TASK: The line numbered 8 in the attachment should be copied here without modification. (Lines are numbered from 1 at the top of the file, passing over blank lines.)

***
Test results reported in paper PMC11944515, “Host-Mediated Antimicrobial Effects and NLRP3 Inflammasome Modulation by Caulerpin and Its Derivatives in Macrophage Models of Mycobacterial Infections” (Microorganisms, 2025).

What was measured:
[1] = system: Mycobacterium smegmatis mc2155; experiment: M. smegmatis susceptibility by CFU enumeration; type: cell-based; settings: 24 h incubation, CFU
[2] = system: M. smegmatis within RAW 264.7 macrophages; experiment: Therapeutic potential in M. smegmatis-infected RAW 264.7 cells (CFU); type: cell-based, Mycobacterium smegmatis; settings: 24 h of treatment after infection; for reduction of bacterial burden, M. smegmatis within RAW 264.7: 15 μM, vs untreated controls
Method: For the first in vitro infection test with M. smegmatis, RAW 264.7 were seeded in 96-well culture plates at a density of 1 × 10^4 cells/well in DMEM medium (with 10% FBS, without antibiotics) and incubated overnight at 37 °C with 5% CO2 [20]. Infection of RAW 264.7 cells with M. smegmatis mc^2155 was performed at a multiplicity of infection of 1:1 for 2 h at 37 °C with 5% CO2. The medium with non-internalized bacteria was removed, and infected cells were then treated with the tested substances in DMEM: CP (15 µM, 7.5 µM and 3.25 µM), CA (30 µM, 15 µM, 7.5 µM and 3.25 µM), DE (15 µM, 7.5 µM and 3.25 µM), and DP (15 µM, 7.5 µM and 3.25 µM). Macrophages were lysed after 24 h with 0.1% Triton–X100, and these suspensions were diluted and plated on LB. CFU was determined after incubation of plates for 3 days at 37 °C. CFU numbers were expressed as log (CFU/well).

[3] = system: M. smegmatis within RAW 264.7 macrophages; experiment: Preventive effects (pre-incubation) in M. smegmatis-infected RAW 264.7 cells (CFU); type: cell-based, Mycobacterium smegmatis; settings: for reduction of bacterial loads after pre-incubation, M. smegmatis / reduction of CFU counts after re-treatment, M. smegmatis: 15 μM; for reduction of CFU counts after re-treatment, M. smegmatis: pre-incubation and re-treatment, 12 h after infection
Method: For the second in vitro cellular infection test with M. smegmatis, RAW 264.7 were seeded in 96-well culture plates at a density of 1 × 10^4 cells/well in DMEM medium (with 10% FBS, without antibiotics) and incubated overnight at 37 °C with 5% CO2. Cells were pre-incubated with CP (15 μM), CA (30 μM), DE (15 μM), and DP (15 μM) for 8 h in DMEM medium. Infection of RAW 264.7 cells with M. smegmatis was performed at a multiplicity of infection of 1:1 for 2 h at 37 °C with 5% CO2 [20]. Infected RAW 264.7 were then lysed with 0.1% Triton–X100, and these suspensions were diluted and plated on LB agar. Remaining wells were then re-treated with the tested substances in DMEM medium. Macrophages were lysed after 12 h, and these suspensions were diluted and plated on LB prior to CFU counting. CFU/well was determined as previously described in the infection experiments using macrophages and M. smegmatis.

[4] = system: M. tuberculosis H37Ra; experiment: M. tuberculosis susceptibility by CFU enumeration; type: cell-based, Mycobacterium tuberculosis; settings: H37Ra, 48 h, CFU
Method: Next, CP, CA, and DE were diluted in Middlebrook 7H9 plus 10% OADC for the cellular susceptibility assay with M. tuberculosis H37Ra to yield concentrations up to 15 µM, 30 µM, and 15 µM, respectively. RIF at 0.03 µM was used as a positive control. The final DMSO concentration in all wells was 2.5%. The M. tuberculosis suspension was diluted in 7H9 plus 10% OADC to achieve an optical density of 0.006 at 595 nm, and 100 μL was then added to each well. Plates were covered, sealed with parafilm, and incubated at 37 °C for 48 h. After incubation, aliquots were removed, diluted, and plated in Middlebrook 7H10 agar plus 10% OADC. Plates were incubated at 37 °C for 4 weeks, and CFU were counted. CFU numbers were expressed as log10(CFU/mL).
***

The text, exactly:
[4] = system: M. tuberculosis H37Ra; experiment: M. tuberculosis susceptibility by CFU enumeration; type: cell-based, Mycobacterium tuberculosis; settings: H37Ra, 48 h, CFU